When we talk about air pollution, the immediate thought is of polluted air outside through factories and vehicles. However, much to our surprise, the air inside our homes and offices is much more polluted. Shocked? Well, according to Environmental Protection Agency (EPA), Consumer Product Safety Commission (CPSC) and American Lung Association studies, air pollutants are two to five times higher in indoor air than outdoor air.
Now that elevated levels of indoor pollutants are a matter of concern because people spend as much as 90% of their time indoors, either at home or offices, here we share most overlooked indoor air pollutants that directly affect people’s health –
Biological agents include cockroaches, molds, pollens, bacteria, urine, saliva, house dust mites, viruses and/or animal dander. The potential sources of biological pollutants include people, plants, animals and contaminated central air handling systems that can become breeding grounds for these contaminants. While mildews and molds release disease-causing toxins, some of the other contaminants trigger allergic reactions – allergic rhinitis, asthma and hypersensitive pneumonitis.
According to US EPA, symptoms of health issues caused by biological pollutants include – watery eyes, sneezing, shortness of breath, coughing, lethargy, digestive problems, and dizziness. Moreover, infectious illnesses such as chicken pox, influenza, and measles too are transmitted through the air.
Asbestos is commonly found in older offices and homes in floor tiles, pipes and furnace insulation, millboard, asbestos shingles, ceiling panels, coating materials and textured paints. Though unobstructed asbestos-containing things do not carry a health risk, higher concentrations of airborne asbestos can transpire if these asbestos-containing things are disturbed either by cutting, sanding and/or by remodeling activities.
Besides, improper attempts to eliminate these things can release asbestos fibers into the air that can increase asbestos levels; endangering the lives of people living in those homes. Exposure to these asbestos fibers has been linked to asbestosis, lung cancer, and mesothelioma.
Environmental Tobacco Smoke
Environmental tobacco smoke or passive smoking is the combination of smoke from cigarette, cigar, pipe and/or hookah. It is a complex blend of more than 4,000 compounds, out of which more than 40 are carcinogenic agents known to cause cancer.
More than adults, children are susceptible to harmful effects from Environmental tobacco smoke. In infants up to 3 years, passive smoking can double the chance of pneumonia, bronchiolitis, and bronchitis.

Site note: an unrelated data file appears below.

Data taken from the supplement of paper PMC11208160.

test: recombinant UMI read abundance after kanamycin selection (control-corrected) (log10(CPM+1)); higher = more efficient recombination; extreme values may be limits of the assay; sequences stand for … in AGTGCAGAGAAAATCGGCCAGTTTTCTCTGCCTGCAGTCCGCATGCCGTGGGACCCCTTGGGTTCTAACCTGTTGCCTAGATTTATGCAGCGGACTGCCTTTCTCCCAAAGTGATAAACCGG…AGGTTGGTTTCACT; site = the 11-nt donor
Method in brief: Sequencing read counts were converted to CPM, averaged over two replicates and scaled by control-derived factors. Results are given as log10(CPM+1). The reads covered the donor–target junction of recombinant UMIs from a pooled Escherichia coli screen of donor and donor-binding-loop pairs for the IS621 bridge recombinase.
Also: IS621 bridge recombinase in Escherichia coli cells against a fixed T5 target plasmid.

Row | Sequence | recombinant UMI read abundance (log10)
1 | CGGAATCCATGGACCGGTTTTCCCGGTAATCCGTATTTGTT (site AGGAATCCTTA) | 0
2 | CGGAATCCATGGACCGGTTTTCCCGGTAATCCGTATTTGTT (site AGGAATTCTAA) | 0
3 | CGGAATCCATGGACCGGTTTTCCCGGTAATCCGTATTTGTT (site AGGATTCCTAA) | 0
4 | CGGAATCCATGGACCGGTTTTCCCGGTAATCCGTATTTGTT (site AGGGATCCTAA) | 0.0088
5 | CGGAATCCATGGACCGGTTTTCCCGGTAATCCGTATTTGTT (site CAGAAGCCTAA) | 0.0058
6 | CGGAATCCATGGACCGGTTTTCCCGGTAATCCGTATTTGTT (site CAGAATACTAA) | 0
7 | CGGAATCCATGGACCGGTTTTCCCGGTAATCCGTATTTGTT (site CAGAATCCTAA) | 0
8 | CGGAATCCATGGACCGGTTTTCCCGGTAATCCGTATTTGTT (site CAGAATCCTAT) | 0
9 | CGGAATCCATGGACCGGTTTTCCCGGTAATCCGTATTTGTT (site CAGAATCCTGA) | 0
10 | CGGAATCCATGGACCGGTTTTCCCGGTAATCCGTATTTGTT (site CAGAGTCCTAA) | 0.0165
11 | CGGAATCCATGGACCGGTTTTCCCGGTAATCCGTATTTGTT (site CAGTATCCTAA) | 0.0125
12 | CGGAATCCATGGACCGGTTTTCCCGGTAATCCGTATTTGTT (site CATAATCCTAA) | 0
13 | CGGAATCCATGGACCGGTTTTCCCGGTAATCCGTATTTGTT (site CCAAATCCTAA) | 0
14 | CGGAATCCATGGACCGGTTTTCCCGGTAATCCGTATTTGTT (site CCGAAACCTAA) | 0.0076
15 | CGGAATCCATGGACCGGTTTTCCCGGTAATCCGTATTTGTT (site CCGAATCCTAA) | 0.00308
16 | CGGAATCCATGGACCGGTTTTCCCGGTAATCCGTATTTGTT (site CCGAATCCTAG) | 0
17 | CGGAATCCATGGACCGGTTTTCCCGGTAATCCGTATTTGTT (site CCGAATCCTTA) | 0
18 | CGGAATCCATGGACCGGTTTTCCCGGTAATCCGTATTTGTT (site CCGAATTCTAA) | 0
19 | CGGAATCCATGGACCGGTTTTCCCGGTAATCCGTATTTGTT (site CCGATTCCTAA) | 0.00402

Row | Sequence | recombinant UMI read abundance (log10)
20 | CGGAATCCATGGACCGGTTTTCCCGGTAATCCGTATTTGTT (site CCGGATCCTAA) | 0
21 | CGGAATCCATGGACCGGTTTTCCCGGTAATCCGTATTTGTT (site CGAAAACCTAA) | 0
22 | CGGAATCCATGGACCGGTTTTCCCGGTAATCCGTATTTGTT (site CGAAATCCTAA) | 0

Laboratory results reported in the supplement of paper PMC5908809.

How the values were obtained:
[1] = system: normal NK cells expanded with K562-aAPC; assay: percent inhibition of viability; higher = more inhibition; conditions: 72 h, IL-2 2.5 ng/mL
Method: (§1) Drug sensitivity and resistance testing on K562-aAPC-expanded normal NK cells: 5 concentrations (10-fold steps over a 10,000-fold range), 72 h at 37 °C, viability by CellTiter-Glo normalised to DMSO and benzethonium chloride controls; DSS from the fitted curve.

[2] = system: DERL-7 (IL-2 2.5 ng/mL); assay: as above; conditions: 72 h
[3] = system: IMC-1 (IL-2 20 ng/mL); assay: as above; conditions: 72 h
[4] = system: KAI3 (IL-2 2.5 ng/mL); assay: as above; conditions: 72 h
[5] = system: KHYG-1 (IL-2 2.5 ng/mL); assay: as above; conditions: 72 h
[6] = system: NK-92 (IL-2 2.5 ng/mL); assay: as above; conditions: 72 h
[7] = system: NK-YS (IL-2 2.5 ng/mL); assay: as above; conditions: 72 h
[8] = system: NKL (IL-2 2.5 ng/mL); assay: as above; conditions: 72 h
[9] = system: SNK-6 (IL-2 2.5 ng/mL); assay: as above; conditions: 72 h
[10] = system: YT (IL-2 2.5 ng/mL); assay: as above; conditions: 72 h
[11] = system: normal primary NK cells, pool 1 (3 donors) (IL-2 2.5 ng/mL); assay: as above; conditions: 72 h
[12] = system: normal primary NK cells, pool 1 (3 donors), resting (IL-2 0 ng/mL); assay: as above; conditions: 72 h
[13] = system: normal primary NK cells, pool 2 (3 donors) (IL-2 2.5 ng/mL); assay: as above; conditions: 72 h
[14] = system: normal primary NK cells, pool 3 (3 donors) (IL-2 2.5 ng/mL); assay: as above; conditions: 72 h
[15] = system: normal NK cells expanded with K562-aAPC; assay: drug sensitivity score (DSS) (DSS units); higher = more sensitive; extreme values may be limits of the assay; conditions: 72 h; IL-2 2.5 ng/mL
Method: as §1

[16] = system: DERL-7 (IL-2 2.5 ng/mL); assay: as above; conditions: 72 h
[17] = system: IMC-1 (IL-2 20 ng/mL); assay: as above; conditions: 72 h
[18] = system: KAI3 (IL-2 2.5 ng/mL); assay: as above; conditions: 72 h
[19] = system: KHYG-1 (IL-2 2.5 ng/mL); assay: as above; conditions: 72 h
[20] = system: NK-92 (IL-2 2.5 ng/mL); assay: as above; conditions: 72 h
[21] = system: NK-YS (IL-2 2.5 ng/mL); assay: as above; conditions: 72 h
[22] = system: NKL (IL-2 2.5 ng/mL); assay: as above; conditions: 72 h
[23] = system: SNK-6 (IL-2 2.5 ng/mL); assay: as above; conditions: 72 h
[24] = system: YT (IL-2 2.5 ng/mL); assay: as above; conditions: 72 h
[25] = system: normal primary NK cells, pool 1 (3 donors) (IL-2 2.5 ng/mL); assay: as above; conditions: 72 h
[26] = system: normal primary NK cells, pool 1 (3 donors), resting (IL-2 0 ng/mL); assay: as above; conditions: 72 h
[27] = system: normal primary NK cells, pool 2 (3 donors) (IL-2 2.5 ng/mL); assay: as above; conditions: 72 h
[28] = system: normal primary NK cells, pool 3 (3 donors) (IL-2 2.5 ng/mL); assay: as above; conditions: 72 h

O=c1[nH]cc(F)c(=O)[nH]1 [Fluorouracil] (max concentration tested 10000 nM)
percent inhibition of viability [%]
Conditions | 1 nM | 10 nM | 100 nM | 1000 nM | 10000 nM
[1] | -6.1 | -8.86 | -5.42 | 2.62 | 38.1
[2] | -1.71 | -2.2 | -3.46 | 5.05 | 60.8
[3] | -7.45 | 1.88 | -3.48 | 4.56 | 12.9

Gas Space Heaters, Wood Stoves, and Gas Ranges
Along with environmental tobacco smoke, there are other sources of combustion indoors like gas stoves, fireplaces, gas space heaters, woodstoves and unvented kerosene. They release some major pollutants including nitrogen dioxide, carbon monoxide, particulates, and radon. Besides, unvented kerosene heaters also produce acid aerosols.
Formaldehyde In Building Material
Building materials including textiles used and/or home improvement products can pose health risks. For instance, formaldehyde is one of the most common indoor air pollutants. Some common sources of Formaldehyde indoors are –
Permanent Press Fabrics: linens, clothing, and draperies
Consumer Products: nail polish, wallpaper, fingernail hardeners, paper goods, paints, coatings; often used as a preservative in these and other products
Pressed Wood Products: plywood, medium-density fiberboard (MDF) particleboard; often used in cabinetry as well as in wall and floor materials
Coatings for Some Cabinet and Furniture Products: acid-catalyzed urea formaldehyde type finishes
Combustion Appliances: wood stoves, gas appliances, and kerosene stoves
Tobacco products: cigarettes and cigars
Inhaling formaldehyde can cause both, short-term and long-term health effects. Children and elderly people are more susceptible to the irritant effects of formaldehyde along with people who have skin, eye, respiratory allergies or asthma.
There are ways to control Formaldehyde indoors. Recently, Asian Paints has come up with a specialized paint Royale Atmos that not only acts as a defense against the indoor polluted air but also reduces Formaldehyde so that you and your loved ones can breathe clean. Besides, it uses revolutionary technologies liked “Activated Carbon” and “Malodour Absorbing Properties” that helps to purify the indoor air.
To know more about Indoor air pollutants, check it here
So next time when you get concerned about air pollution, remember it is not just about the outdoor air, but indoor air pollutants as well. And to breathe clean air at home, how about starting with a paint that helps purify air!